I need help finding out my Indian Heritage

I first found out about my Indian heritage around 1995 during conversations with some elderly aunts and uncles. As far back as I can remember into my childhood, my parents never mentioned their Indian ancestry. It was only after my parents had died and I started working on my genealogy that I started asking questions. My mother's siblings told me their mother had told them about having Indian ancestors, but they didn't recall her discussing it in any detail. One younger (in her 70s) aunt said she recalled her grandmother telling stories about their Indian relatives, but remembered no details. My aunt did recall that when she was in grammar school the children were asked to stand and tell something about themselves at the beginning of the school year. She told me she had proudly stated "My daddy's from England and my mama's an Indian." When I mentioned my Indian ancestry to an aunt on my father's side after he and his siblings had all died, she told me that my dad's grandmother had told her about having Indian heritage. After several years of genealogy work, the only definite thing I know of the land of origin of my ancestors is that my maternal grandfather came from England as a child. The rest of them are still in the U.S. as far back as I've yet been able to trace them. I have found no indication that any of them were recorded as being Indian, which is not unusual for southeastern Indian people. Many have only oral family history to go on. Despite this lack of documentation, a Cherokee man honored me a few years ago when he commented about me: "He may not yet have found his Indian ancestors, but they surely have found him."

My Indian Heritage detail 1 by ChaoticatCreations on deviantART

My Indian Heritage by ChaoticatCreations on DeviantArt

My Indian Heritage detail 2 by ChaoticatCreations on DeviantArt

After moving to the U.S., I was introduced to Western classical music through the public school system. In high school, I had the opportunity to take my first Music Theory class. What was supposed to be theoretical part-writing exercises turned into compositional experiments for me and thus sparked my passion for creating music. I am enthralled by the possibilities of integrating aspects of the Carnatic style into the Western music idiom. Thus, I draw from my Western musical training and my Indian heritage to create my compositional language.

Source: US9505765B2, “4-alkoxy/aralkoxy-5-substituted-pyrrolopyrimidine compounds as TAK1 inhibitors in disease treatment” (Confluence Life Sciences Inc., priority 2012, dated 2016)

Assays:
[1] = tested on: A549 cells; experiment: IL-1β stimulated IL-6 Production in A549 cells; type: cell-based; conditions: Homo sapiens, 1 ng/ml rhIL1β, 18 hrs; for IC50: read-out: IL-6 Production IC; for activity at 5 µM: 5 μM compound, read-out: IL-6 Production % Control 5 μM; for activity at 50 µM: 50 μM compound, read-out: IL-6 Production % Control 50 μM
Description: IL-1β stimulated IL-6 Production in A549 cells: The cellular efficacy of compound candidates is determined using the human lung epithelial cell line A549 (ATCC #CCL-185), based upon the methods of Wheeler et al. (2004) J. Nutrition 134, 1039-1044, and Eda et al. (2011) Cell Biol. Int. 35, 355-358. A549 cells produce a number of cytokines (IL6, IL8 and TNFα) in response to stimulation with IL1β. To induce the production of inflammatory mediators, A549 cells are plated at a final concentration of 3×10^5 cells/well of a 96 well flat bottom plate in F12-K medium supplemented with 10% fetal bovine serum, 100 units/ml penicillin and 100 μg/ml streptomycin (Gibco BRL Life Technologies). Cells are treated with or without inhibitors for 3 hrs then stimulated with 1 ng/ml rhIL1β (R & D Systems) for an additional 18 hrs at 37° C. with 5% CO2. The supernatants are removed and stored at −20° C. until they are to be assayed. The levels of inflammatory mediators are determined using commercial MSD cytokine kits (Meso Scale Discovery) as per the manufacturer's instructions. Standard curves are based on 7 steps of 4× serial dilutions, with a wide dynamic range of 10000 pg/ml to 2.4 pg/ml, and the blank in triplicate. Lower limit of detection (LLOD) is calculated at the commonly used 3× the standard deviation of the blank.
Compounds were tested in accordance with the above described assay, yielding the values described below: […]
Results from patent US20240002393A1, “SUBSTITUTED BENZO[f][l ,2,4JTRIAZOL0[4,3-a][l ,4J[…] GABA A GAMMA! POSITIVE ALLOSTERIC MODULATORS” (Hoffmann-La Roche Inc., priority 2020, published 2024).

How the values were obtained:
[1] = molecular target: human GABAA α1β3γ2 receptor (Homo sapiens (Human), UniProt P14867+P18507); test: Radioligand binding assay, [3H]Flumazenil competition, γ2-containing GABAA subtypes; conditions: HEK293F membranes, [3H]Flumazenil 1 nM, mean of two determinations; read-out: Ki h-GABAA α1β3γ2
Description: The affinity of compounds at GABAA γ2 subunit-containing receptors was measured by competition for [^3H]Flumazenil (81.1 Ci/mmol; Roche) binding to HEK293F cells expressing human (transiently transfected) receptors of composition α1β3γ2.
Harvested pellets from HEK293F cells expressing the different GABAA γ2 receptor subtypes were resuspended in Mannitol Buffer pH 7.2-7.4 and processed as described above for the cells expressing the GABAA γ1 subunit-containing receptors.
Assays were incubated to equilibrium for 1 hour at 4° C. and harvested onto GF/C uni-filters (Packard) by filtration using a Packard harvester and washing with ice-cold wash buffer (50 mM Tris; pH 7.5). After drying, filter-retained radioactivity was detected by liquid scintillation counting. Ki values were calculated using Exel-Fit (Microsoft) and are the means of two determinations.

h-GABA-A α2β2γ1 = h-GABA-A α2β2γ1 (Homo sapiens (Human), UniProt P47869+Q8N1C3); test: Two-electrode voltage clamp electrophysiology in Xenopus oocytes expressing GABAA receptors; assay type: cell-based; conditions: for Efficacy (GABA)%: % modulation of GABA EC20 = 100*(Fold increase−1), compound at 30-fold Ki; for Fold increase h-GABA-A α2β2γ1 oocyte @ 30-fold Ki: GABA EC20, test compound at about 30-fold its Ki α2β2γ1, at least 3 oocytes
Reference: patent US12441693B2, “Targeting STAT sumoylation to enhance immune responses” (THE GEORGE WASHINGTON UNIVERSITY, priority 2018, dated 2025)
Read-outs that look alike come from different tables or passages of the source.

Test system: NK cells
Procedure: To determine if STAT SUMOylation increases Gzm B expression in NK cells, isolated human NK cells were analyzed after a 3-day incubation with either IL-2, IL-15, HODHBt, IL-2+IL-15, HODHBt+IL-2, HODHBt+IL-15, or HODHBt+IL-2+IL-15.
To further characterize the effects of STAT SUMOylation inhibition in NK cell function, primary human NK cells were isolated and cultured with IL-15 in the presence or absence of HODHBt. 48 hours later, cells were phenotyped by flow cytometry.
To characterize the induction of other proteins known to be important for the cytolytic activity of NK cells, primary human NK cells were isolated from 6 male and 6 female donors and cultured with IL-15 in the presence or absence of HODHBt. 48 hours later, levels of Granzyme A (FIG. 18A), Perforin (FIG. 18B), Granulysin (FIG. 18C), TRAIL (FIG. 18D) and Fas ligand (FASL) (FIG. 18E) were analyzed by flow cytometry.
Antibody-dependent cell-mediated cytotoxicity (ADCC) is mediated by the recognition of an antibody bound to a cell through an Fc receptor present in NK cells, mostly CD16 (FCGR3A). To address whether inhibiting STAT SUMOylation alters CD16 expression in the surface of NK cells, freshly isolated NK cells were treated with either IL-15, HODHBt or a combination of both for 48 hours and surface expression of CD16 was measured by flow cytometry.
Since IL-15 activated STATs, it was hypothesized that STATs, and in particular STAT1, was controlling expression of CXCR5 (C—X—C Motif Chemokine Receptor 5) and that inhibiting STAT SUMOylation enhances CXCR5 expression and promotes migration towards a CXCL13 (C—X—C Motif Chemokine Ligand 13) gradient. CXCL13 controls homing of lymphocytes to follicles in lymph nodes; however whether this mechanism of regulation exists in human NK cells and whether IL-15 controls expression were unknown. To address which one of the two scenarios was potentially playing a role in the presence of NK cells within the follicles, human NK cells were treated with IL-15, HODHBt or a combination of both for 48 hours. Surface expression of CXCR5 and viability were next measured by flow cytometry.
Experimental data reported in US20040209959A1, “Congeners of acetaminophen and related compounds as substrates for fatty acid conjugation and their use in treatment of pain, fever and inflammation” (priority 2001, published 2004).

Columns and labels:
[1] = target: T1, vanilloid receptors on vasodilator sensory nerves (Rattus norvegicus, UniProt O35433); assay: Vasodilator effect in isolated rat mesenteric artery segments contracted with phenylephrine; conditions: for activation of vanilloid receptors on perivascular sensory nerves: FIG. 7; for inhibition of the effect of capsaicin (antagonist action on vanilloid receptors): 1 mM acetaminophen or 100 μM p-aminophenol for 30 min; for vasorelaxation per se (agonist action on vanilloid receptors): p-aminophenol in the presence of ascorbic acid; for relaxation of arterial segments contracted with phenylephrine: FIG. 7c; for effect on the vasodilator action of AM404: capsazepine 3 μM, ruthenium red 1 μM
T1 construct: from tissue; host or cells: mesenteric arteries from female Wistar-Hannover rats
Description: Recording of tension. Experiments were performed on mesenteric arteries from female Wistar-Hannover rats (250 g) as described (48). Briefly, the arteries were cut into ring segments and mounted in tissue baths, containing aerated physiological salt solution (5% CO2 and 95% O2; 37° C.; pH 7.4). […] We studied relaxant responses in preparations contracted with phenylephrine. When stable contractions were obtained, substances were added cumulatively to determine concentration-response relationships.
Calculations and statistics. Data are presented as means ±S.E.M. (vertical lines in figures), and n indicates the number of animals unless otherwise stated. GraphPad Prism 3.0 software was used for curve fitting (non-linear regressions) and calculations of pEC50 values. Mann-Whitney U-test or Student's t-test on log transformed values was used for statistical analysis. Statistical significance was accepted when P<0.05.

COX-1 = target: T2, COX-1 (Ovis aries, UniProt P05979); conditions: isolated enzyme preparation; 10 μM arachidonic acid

Beautiful! | My Indian Heritage | Pinterest

Although November was not designated as National American Indian Heritage Month until 1990, I grew up knowing about my Indian heritage by hearing stories from my mother, who was born to a French...

Proud of my Indian heritage | Faces | Pinterest
Lehenga Choli | My InDian HeriTage | Pinterest

Tracing my Indian heritage is what got me started at Ancestry

Although November was not designated as National American Indian Heritage Month until 1990, I grew up knowing about my Indian heritage by hearing stories from my mother, who was born to a French woman from Quimper and an Indian descended from Chief Black Hawk. I and my Sac and Fox cousins didn't play cowboys and Indians growing up. We played at "taking back our land and restoring our nation." We imitated our ancestor who tried to do that in 1832, giving the future President Abraham Lincoln his only battle experience during the Black Hawk War.

We knew we were playing, however, because like so many of those who had gone before us, not only had the names of Indian places and people become destinations and football team names, the people had become assimilated, too.